Why has hiphop been included in an international poetry festival? Or, more to the point, why has hiphop been included as an equal partner with page poetry and spoken word? Some folk may not see it as an issue. It’s too obvious. Hiphop is poetry and not only is hiphop poetry but arguably the most successful form of poetry on the planet right now.
Yet few other poetry festivals, if any, put hiphop centre stage. Which seems either an oversight or perhaps reveals a subconscious bias against the artform. Not so with Push The Boat Out. This festival was conceived with hiphop at its heart, and with every right to be at the heart of what constitutes the vast universe of poetry.
The roots of hiphop go back much further than its acknowledged birthplace in The Bronx, New York, in the late 1970s. Whether The Last Poets, Gil Scott Heron or Linton Kwesi Johnson, hiphop’s long and honourable lineage has often come from spoken word poetry fused with music: jazz and dub in particular. Maybe the marriage with music is where some of the bias comes from. I’m thinking of the noises put out of joint when Bob Dylan won the 2016 Noble Prize In Literature.
Including hiphop seems a natural enough step for Push The Boat Out. Our mission statement is to be inclusive. Sometimes the self-evident needs stated: inclusive means creating a festival where working class writers, and a working class audience, all feel at home, represented, and appreciated. Any off-putting formalities beloved of cultural elites aren’t necessary.
Of course, class comes into it. It always does. Poetry, in the English speaking world, has often been dominated by the affluent classes. That goes for publishing, editing, organising, performing, the funding of, as well as the writing of poetry. Same goes for many other arts. It hasn’t always been this way though, and outside the anglosphere this isn’t always the case. (See Burmese Story for confirmation that poetry can be embraced in daily lives by the common people.)
Class isn’t the only barometer of inclusiveness. Women have often found it harder to break into some of the more male-dominated areas of hiphop. Even getting on to the mic in some places can be a challenge. This inaugural Push The Boat festival has chosen to centre stage some of the amazing women in hiphop. Serendipitously, as it would seem, since Arusa Qureshi has just written a ground-breaking new book, Flip The Script: How Women Came To Rule HipHop. (The highly acclaimed Scottish publishers, 404ink, specialise in flipping the scripts.)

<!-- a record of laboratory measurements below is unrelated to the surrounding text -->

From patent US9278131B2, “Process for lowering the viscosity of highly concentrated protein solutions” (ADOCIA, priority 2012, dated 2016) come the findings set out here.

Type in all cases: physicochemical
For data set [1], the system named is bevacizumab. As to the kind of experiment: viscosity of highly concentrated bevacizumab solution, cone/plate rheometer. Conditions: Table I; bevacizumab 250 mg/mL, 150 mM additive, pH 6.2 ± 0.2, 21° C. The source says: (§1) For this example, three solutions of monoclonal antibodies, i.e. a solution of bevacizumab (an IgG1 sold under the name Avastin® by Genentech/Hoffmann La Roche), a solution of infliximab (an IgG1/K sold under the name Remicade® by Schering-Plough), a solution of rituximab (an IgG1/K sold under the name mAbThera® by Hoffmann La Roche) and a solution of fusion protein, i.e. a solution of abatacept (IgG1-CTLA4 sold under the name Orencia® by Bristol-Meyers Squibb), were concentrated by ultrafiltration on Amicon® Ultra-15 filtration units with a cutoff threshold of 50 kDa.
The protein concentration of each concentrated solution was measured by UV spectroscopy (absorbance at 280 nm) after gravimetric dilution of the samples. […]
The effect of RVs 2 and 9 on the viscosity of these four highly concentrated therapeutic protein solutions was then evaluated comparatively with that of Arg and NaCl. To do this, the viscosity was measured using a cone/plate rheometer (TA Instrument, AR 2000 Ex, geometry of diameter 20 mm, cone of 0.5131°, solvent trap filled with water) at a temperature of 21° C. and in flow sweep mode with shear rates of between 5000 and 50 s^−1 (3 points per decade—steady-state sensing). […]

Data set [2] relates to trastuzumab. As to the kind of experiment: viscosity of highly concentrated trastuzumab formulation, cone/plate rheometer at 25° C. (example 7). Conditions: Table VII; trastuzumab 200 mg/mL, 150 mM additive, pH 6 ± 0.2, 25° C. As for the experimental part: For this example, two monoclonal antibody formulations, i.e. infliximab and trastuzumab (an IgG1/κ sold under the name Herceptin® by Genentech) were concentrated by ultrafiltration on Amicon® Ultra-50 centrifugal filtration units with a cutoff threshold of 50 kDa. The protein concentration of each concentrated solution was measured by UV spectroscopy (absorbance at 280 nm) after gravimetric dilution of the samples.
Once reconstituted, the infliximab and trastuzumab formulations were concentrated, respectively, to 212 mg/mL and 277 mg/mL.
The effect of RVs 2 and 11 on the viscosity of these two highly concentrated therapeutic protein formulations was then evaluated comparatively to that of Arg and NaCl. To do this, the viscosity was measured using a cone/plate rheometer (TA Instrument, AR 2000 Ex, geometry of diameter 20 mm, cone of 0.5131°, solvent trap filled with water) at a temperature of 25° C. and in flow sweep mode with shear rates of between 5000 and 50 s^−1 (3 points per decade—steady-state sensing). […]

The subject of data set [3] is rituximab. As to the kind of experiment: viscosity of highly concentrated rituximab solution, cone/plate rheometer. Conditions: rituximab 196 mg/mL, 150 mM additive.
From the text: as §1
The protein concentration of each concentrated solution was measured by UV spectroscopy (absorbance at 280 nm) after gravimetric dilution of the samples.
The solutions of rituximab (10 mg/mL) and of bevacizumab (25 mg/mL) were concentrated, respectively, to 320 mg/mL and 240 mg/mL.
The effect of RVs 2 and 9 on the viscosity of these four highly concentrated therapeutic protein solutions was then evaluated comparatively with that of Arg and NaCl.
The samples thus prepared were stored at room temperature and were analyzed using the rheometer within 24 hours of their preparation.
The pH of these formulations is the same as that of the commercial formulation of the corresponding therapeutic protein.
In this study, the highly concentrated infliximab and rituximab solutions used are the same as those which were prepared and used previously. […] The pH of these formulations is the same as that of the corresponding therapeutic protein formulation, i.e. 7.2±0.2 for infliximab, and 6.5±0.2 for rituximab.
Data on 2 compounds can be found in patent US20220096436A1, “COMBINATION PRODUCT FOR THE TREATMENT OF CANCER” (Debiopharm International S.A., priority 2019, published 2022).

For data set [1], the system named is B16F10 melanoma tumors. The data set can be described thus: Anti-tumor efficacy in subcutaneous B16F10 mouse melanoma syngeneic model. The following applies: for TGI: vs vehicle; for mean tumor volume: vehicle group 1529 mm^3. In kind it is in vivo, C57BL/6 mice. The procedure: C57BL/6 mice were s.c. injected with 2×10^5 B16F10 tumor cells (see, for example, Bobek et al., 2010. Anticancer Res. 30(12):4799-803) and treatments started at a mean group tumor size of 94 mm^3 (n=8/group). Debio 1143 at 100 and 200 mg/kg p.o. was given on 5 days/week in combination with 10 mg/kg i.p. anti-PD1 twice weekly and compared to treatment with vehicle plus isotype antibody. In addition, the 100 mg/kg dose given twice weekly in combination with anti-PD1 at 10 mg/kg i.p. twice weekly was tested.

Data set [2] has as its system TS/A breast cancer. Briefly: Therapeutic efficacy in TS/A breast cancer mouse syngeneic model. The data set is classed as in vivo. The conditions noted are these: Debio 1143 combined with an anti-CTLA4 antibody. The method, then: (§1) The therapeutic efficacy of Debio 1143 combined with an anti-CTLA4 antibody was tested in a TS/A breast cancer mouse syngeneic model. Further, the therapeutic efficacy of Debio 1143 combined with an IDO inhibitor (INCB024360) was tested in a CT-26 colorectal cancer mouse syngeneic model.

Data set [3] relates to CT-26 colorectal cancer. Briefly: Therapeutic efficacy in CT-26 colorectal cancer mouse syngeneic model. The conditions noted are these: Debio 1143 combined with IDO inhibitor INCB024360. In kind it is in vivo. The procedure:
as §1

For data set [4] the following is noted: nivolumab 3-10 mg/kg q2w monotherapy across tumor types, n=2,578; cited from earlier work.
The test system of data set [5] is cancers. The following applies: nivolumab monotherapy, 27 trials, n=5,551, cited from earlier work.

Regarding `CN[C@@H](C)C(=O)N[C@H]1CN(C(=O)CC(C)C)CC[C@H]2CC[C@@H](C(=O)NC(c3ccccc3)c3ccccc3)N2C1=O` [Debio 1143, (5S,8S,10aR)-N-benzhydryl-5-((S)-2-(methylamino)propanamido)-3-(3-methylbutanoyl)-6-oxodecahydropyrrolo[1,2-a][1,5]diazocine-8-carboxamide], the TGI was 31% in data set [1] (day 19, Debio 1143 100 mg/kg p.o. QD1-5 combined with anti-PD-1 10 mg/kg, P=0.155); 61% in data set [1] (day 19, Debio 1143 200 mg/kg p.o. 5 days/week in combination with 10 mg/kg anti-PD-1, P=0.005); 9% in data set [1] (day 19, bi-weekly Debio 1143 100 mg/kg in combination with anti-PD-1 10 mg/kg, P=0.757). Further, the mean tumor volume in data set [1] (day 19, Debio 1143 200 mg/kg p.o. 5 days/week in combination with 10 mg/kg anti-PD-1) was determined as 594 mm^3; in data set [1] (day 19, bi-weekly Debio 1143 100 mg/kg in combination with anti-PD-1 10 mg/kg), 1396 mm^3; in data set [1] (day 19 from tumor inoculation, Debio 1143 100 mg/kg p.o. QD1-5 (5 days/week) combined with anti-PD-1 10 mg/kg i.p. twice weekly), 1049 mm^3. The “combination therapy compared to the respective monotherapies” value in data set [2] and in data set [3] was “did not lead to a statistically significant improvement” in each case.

On Sunday 17th October (5-6pm) Arusa will be joined by three top notch hiphop artists from across the UK to discuss the book as well as perform from their work. These are Don Chi (Northern Ireland), Bianca Ali (Wales) and Scotland’s very own Nova Scotia The Truth.
How influential are hiphop artists as poets? PTBO will be looking at this in an event which takes as its starting point: Was Rakim The Most Influential Poet Of The 20th Century? I can’t think of many university poetry syllabuses which have the legendary New York rapper discussed on a par with TS Eliot or WH Auden. Maybe the time has come. As Kool Moe Dee rightly said: “Rakim is basically the inventor of flow. We were not even using the word flow until Rakim came along. It was called rhyming, it was called cadence, but it wasn’t called flow. Rakim created flow!”
On Saturday 16th Oct (5-6pm) one of Scotland’s best loved MCs and rappers, Solareye of Stanley Odd fame (aka Dave Hook), and the fantastically inventive Yorkshire poet Caroline Bird (winner of Forward Prize for Poetry, shortlisted for TS Eliot and Ted Hughes Awards) will have a look at the comparative influences of Rakim and the more classical or well-known poets of the last century.
This should hopefully get folk in the mood for our big Saturday evening gig (16 Oct, 8-10pm): an evening of hiphop and spoken word featuring 2020 Scottish Album of the Year winner Nova Scotia The Truth, the mighty Solareye himself, the highly acclaimed Glasgow-based MC Empress, plus Salena Godden, one of the most powerful and mesmerising performers of poetry in the UK.
Elsewhere in the programme, under Sound & Vision, there’s a specially curated showcase of hiphop animations: an artform in itself, arising from the visual nature of the words and their historical alliance with street graffiti. This one is free so just kick back and relax.
Also in the Sound & Vision strand (Sat 16 Oct, 7-9pm) we’ll be screening The Great Hip-Hop Hoax, a true-life documentary, directed by Jeanie Finlay. Two Dundee-based rappers cross the Atlantic and pass themselves off as a Californian rap group to achieve fame and success. Their cheeky antics are hilarious yet the film shines a caustic light on the illusory nature of celebrity and the gullibility of the suited execs in the hierarchies of the music industry.
That’s the score. Spread the word. Hiphop and poetry are fused and fused they’ll stay.
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